Despite all the warnings and justifications, protest immediately arose. One student’s statement read that the painting “glamourizes historical violence by way of art world validation.” The artist’s racial identity was also a problem: “The artist is Mexican American and while Mexicans experienced racism in the Western Hemisphere, the KKK historically terrorized and murdered African Americans to a larger extent.” The student called not just for the exclusion of the painting from the gallery, but also its destruction.
Then the head of the local chapter of the NAACP, Nelson Linder, said to The New York Times, “I would have shown the victims. Not just pictures of the Klan, but the end result of their behaviour, the black folks being lynched.”
The museum has not capitulated to the student’s demand to remove the painting or to show another work in its stead, but it is releasing conciliatory statements to try to soothe opponents.
The great irony of these anti-art movements is that they come from the same cultural faction that tends to demand a greater revolutionary role in art. It is the identity-centred left that calls for artists to resist a racist society. One can only interpret this to mean that art should be engaged and didactic. Yet it seems to be only the artists who attempt such work that are targeted as abusers. Those who are not involved in social justice activism do not face demands to have their art destroyed for ignoring marginalized groups. The apolitical are generally left alone.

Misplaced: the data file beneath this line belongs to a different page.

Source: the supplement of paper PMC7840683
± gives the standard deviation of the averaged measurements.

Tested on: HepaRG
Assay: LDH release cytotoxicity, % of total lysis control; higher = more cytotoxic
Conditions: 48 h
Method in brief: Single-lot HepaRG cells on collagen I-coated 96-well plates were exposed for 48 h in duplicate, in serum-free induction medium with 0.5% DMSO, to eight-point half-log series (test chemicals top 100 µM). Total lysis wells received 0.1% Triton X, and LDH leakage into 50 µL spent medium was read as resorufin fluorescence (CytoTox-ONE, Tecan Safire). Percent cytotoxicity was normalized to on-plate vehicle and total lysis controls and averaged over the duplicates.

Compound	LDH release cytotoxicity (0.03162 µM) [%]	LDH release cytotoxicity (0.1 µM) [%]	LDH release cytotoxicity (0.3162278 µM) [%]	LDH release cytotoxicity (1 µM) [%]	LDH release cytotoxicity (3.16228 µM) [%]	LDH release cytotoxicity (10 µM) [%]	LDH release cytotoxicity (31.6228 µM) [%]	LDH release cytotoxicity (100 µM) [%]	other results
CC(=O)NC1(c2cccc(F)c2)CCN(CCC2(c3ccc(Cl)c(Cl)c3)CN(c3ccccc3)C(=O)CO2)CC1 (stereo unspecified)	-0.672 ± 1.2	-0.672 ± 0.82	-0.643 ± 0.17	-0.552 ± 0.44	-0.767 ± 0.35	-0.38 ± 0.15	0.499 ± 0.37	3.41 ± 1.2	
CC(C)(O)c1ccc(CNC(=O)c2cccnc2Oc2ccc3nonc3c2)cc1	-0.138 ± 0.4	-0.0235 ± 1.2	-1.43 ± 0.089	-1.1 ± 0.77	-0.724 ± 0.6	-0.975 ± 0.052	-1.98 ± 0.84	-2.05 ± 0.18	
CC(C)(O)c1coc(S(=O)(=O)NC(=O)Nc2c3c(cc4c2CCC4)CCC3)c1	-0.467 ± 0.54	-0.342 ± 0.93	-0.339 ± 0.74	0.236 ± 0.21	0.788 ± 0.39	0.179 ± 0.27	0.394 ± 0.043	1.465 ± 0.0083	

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Valdez says in interviews that as a Mexican-American he is a person of colour and so has every right to address racism in the United States. But to play this card is dangerous – it is really to accept the lunacy of the identity argument in the first place.
The idea that certain subjects in global history may not be represented in art by anyone but those directly harmed by those events is repressive and Philistinic. It would exclude many great works of art of human history, and particularly limit commentary on the contemporary and the topical. It will lead to more and more of us retreating into apolitical and uncontroversial art.
It's almost as bad an idea as the belief that being troubled by something is the same as being put in physical danger by it.
The monk Savonarola publicly burned art in the 15th century, in the name of morality and progress, as has everyone who has done so ever since. History never looks on art-burners as being on the side of progress and equality. It’s time for universities, galleries and all of us to stop apologizing for an act that is uniquely human and indeed at the summit of human achievement – the act of making art.